Glengarry Dogs

Shelley tries to persuade Williamson, while Mr. White and Mr. Pink have troubles of their own.

Time for the smackdown of the century (well, the late 20th century, anyway): 1992 Guy-movie titans Glengarry Glen Ross vs. Reservoir Dogs.

Back in 1992 I jokingly referred to Reservoir Dogs as Glengarry Glen Ross with guns, but now that I examine both films, I was closer to the mark than I suspected.

1. Both films are about “a bunch of guys” who are involved in a not-quite-legal enterprise.  One group sells Florida swampland to rubes, the other robs a jewelry store.

2. Both films deal with “manly” issues of responsibility, trust, betrayal, identity and “work” as a defining trait.

3. Both films revolve around a criminal act we never see happen.  One has an office robbery, the other has the jewelry-store robbery.

4. Both films deftly shift points-of-view to keep up the supense of “whodunit.”  In Glengarry it’s “who robbed the office,” in Dogs it’s “who’s the cop?”

5. Both films refuse the audience the pleasure of a protagonist, a hero, or even a “central character.”

6. Both film have a central location where the climax of the narrative takes place, which makes the movie feel like a filmed play.  Glengarry has the real-estate office, Dogs has the mortuary warehouse.

Now then.  One would say that Dogs is not structured the same way as Glengarry, but look at what Tarantino has done.

Here is the narrative of Reservoir Dogs laid out in chronological order (spoiler alert):

1. Joe Cabot wants to rob a jewelry store.
2. He gets his gang of men together.  We meet them one by one.
3. The Cops find out about the robbery and plan to stop Joe and his gang.
4. The Cops get Tim Roth to go undercover.
5. Tim Roth practices his “story” that will get him credibility with the gang.
6. He tries it out: it works!
7. Tim Roth hangs out with the gang before the job.
8. The morning of the job, the gang goes to a coffee shop.  Here, they discuss Madonna and how much to tip a waitress.
9. The job happens.  Something goes wrong.  We don’t see what.
10. Afterthe job, everyone high-tails it back to the rendevous point
11. Everybody sooner or later makes it back to the rendevous point and hilarity ensues.

Everything after this is one full hour of the movie.  The rest of it is backstory.

Tarantino could have put the movie together this way, but look what happens.  You know who the mole is from the very beginning, there’s no mystery as to “what happened at the jewelry store,” and only mild suspense for about ten minutes where Tim Roth is hanging out with the gang and they don’t know he’s a cop.  And then he would have gotten to the rendevous point, at which point he’s got an hour of movie left and one location to shoot it in.

Which, strangely, is exactly what happens in Glengarry Glen Ross.  There is the first forty-five minutes of the movie, which chops up, expands upon, and moves around the first act of the play very nicely, and then there is the last 50 minutes of the movie, where we’re stuck in that real-estate office and might as well be watching a play.  A Pulitzer-Prize-winning play, but a play nonetheless.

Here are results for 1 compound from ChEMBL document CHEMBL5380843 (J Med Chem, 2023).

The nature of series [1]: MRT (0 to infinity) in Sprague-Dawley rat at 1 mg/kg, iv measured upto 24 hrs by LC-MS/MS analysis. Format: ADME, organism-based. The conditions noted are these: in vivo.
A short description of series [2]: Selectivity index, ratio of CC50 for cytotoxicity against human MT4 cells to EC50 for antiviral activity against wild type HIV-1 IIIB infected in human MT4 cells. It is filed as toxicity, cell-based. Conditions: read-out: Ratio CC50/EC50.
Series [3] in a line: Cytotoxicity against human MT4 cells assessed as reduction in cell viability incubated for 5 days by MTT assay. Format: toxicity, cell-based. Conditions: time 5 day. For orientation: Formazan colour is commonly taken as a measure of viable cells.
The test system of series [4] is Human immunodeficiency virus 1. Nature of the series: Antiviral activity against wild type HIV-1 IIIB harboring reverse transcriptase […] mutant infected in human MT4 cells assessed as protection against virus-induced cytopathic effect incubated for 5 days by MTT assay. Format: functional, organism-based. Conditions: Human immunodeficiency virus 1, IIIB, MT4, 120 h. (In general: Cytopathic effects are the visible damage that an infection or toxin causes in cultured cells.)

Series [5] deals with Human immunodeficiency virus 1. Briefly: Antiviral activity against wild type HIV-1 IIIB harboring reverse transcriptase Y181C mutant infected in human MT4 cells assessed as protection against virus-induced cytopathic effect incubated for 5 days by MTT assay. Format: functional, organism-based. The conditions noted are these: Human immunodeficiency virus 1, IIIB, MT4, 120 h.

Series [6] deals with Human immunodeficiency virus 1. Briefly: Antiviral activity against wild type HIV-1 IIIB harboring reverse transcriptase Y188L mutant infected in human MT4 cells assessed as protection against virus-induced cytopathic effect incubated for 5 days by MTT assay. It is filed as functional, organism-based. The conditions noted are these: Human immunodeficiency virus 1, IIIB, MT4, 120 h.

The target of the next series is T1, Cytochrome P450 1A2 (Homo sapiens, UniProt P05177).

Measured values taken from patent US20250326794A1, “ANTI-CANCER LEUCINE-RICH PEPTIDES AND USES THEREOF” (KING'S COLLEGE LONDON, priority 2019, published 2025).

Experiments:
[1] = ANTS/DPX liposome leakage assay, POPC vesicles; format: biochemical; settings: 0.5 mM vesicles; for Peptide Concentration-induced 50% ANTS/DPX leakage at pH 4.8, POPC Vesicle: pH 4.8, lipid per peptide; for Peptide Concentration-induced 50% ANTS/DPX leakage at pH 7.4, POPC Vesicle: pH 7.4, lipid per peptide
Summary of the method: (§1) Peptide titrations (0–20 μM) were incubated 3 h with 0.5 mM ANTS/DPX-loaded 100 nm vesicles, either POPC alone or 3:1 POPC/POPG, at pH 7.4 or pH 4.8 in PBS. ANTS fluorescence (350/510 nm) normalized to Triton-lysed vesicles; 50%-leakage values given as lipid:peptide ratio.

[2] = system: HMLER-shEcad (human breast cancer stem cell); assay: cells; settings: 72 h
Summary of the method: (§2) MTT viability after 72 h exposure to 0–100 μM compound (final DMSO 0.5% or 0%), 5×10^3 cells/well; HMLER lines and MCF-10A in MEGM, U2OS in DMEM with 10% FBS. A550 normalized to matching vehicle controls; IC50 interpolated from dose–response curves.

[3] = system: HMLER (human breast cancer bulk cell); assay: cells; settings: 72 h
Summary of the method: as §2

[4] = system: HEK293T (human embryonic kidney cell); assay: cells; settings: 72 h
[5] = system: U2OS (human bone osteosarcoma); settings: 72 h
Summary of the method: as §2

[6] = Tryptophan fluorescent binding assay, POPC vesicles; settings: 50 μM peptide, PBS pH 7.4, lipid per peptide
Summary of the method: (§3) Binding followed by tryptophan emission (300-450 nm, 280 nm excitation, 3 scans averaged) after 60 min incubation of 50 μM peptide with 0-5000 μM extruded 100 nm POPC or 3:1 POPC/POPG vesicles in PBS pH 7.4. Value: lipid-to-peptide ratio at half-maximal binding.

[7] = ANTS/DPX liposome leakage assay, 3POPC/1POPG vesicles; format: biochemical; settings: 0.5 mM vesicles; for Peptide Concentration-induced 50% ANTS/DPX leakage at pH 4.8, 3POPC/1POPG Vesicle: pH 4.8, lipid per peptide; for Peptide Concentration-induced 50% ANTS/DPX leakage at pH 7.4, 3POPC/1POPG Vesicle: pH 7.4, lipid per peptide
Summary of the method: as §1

Just think of the movie we could have had, oh so very easily, if Mamet had Tarantino-ized his script (again, spoiler alert).  What if Glengarry began with Jack Lemmon walking out ot the Nyborg’s house, having just closed his deal with them, getting in his car and heading over to the office, only to find that the place had been broken into.

Then, we could have cut to Al Pacino hustling Jonathan Pryce the evening before, stopping to wink at Ed Harris, who’s in the middle of a conversation with Alan Arkin.  Then we could cut to Kevin Spacey having a conversation with Alec Baldwin while they’re waiting for the guys to show up for the sales conference.  Then we could cut back to the next day, and there’s Kevin again having to deal with the police and Mitch and Murray because the place has been ripped off.  Then we could cut to Jack Lemmon, the night before, trying to get his daughter on the phone at the hospital.  Then we could go back to the big scene with Alec Baldwin doing his great speech, then back to Al hustling Jonathan, and so on.

It would have been a little “artier,” but jeez, the thing is already based on a play, how much artier could a movie be in 1992?  It would have made it all the way to being a “real movie,” instead of half of one.

Glengarry Glen Ross is one of the great American plays of the 20th century and my second-favorite play ever written (#1 would be Endgame).  But I’m afraid that in this contest, Tarantino and his time-shuffling gimmick takes the screenplay prize. hit counter html code


31 Responses to “Glengarry Dogs”
  1. greyaenigma says:

    I don’t know, I definitely thought of Tim Roth as the protagonist of Reservoir Dogs, even if it’s not obvious right out the gate.

    Also, Pacino manages to get Jonathan Pryce’s ear… So there’s that.

    • Todd says: